The struggle for water

The province of Kirundo in the north of Burundi used to be the most fertile area of the country thanks to its numerous lakes. In recent years almost half of the water has evaporated due to climate change and groundwater depletion. In addition, many people in the region still have no access to drinking water and rely on water from the lakes - with negative health consequences. To counter these issues, Norwegian Church Aid (NCA) started the “Water for Life” project in which several groundwater wells are drilled and a distribution network with so-called water kiosks is established.


Norwegian Church Aid (NCA)


July 2021


Fabrice Mbonankira


Burundi, Kirundo


Water is becoming increasingly scarce

In Murambi in the region of Kirundo, Burundi, a new pumping well is drilled. Etienne Mujarugamba, the hill chief of Murambi, explains in an interview how the project progresses.
©Fabrice Mbonankira / NCA / Fairpicture

The pumping wells

The well projects not only have a positive impact on health. They also offer economic opportunities for various people in the communities. Pump operators like Sylvestre Mpawenayo (26) are responsible for operating the systems. The water kiosks in turn are run by independent entrepreneurs like Jean Baptiste Niyonyishu (26) and Alice Mutetiwabo (20). They get 60% of the earnings from the water sales.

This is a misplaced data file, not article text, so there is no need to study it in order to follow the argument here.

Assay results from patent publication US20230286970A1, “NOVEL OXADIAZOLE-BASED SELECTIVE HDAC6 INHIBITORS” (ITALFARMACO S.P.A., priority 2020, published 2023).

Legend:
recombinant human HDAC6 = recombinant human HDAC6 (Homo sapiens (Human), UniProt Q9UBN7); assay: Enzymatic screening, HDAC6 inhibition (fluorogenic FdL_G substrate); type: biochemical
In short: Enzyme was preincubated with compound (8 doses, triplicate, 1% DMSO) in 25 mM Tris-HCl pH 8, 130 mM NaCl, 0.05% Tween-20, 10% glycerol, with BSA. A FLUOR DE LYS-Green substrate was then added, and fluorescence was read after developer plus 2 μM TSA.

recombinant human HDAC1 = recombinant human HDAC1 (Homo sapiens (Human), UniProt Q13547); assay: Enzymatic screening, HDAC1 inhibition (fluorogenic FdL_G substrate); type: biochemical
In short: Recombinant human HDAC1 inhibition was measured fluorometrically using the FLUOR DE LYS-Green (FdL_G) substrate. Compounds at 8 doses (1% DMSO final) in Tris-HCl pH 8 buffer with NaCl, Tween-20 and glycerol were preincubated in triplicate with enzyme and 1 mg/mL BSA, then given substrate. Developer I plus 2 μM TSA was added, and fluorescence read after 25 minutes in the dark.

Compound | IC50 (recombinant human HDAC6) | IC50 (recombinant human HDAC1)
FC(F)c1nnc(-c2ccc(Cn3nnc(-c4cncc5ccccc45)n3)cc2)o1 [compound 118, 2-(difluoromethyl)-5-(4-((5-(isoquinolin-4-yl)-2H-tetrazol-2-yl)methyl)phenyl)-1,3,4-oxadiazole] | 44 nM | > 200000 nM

Dropping water prices

At the same time, the price of clean drinking water has dropped from an average of 400 Burundi Francs (about 25 US cents) to an average of 75 Burundi Francs (about 6 US cents), which makes it easier for the people to buy clean water. 

Fairpicture photographer Fabrice Mbonankira visited the project in July 2021 accompanied by the local NCA project manager. In addition to photography and video footage, he wrote four story outlines to support the communication staff in Norway.   

Macumi Nezia (70) is filling her canisters at a water kiosk. 
©Fabrice Mbonankira/NCA/Fairpicture


Before setting up this kiosk, we drew our water from Lake Rweru, which is not drinkable, but we had no other choice because it was the only close source of water available.

Macumi Nezia (70)


Sylvestre Mpawenayo (26), guard and operator of one of the pumping wells in Kubinaro, is turning on the solar powered water pumps. His new job gives him a welcome support for his family and allows him to invest in domestic animals for the household.
©Fabrice Mbonankira / NCA / Fairpicture

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